CEOs are constantly being pulled in a million directions - they have shareholders, partners, investors, employees, customers, industry groups, community stakeholders and other constituents (not to mention family and personal relationships) to answer to on a daily basis. Even if you are somehow balancing all of these demands, running a successful business, and leading your team effectively, you still may not be doing everything you need to do as a CEO. According to a recent study by Harvard researchers, “It’s vital for CEOs to block off meaningful amounts of uninterrupted time alone, to give themselves space to think, reflect, and prepare.”
This idea of spending alone time “thinking” is counterintuitive to many CEOs, who may have gotten where they are today by working longer and harder than those around them. Taking time out of the rat race to think could be considered a weakness by some executive leaders. But, on the contrary, the research clearly indicates that this think time is an absolute necessity for CEOs.
If taking time to reflect and work on your company’s strategic direction or on your own leadership seems daunting (or possibly like a waste of time), you can use a simple tool to guide your think time to ensure that it is effective.
We call this your Leadership Path of Progress. Let me walk you through how it works:
- Set aside some alone time where you can work on this. Block out distractions and settle your mind - get a cup of tea, go outside, do whatever makes you feel comfortable and relaxed.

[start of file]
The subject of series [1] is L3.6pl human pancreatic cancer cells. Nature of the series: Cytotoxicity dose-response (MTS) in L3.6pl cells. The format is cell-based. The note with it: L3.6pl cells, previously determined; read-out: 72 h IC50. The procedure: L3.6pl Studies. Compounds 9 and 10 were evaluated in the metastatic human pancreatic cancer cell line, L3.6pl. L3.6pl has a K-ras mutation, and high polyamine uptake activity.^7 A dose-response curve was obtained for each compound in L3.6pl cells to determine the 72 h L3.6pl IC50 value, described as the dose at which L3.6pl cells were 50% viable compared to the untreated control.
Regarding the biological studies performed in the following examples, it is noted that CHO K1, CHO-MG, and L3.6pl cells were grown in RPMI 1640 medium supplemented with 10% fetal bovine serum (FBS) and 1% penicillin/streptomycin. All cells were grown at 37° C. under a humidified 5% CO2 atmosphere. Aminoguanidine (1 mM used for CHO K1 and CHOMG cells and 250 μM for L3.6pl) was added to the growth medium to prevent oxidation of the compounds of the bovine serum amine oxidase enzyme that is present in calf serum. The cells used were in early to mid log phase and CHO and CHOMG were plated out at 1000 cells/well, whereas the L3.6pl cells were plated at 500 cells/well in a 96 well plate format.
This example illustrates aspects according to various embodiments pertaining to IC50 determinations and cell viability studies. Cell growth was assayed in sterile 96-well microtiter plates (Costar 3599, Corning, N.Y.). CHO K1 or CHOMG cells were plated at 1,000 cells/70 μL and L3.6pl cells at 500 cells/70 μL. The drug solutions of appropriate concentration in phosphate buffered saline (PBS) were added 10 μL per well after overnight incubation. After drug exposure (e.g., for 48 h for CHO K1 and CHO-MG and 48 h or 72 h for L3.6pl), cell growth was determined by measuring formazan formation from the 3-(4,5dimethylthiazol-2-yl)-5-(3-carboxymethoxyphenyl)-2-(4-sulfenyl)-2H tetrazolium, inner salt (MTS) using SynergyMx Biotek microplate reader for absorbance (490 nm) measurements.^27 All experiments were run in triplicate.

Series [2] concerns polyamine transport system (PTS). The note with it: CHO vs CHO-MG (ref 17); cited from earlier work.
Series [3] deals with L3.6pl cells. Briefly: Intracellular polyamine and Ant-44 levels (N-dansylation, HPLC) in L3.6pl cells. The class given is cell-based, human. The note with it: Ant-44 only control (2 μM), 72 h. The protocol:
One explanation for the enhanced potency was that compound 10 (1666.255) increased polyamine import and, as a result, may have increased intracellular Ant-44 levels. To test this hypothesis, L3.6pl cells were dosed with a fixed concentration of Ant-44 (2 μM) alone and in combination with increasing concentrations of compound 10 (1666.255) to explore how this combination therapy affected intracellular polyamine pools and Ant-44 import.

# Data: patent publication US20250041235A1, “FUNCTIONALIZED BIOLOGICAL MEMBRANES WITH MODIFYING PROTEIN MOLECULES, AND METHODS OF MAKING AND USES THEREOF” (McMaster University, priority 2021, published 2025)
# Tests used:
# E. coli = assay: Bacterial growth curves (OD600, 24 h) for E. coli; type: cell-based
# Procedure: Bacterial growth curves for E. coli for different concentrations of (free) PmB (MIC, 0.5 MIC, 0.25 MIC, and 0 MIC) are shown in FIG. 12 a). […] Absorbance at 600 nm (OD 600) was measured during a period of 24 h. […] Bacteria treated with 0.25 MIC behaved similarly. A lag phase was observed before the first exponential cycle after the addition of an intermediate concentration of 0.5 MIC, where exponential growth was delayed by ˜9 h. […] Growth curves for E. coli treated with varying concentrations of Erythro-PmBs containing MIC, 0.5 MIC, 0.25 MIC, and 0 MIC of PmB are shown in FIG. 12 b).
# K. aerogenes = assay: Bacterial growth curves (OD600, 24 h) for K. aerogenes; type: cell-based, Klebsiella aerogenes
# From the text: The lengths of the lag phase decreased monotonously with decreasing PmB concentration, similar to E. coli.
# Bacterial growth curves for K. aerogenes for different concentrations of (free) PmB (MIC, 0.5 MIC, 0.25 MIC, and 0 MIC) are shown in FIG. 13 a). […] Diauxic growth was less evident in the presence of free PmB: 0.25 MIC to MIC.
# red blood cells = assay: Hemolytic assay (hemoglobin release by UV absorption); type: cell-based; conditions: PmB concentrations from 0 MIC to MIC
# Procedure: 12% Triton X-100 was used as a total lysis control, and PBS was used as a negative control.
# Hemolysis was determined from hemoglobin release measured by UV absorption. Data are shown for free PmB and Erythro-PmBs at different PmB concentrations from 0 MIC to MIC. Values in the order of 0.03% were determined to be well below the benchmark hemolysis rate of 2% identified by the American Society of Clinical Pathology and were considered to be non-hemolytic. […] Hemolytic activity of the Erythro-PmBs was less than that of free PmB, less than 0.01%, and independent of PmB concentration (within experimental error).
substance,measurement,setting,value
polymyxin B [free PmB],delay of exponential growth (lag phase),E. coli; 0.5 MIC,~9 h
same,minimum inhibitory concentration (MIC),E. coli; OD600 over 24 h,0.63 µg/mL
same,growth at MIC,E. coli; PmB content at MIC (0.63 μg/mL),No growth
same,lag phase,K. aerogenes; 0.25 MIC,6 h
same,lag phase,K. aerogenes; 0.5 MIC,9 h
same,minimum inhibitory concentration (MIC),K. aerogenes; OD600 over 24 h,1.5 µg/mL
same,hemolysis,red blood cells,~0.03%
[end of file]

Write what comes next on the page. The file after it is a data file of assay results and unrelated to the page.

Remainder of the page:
- First, assess your current state as a leader. You can start this simply by listing areas that you are strong in and areas where you see the need for some improvement. If you are finding this exercise difficult, or if you’d simply like more data to ensure you aren’t overlooking significant blind spots, you can do a Leadership 360 survey or other assessment to determine your strengths and weaknesses as a leader. If you are tackling this on your own, consider areas like vision-casting, customer focus, strategic direction, organizational development, empowerment, trust, clarity of communication around goals, and continuous improvement in your thinking.
- Next, spend time brainstorming the ways you might use your strengths more. If you’ve identified a long list, narrow it to 2-3 items and think about how you’d implement those starting now.
- Then, spend time considering the areas you identified as weaknesses or opportunities for improvement. How might your behaviors negatively impact the productivity of those around you or limit the company’s ability to grow? Again, list 2-3 concrete steps you can take now to improve.
When you're done, you'll have a short list of specific action steps to focus on now that will help you become a better leader.
This is just one way to build your Leadership Path of Progress. You may also consider journaling about the ideal version of yourself in 5 years. What is the ideal future you like? What are you doing, what does your day-to-day look like, what are those around you saying about you, how are you different than you are now? Once you’ve identified some key changes you’d like to make over the next five years, break them down into 2-3 steps you can begin taking now to move in the right direction.
Your Path of Progress is a living, breathing document. As you set aside think time to work on your company or yourself as a leader, use this simple framework of concrete steps as your guide. Update it as you go. Keep the future vision in mind and plot your course. Get started today!
Photo Credit: iStock by Getty Images
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Photo Credit: iStock by Getty Images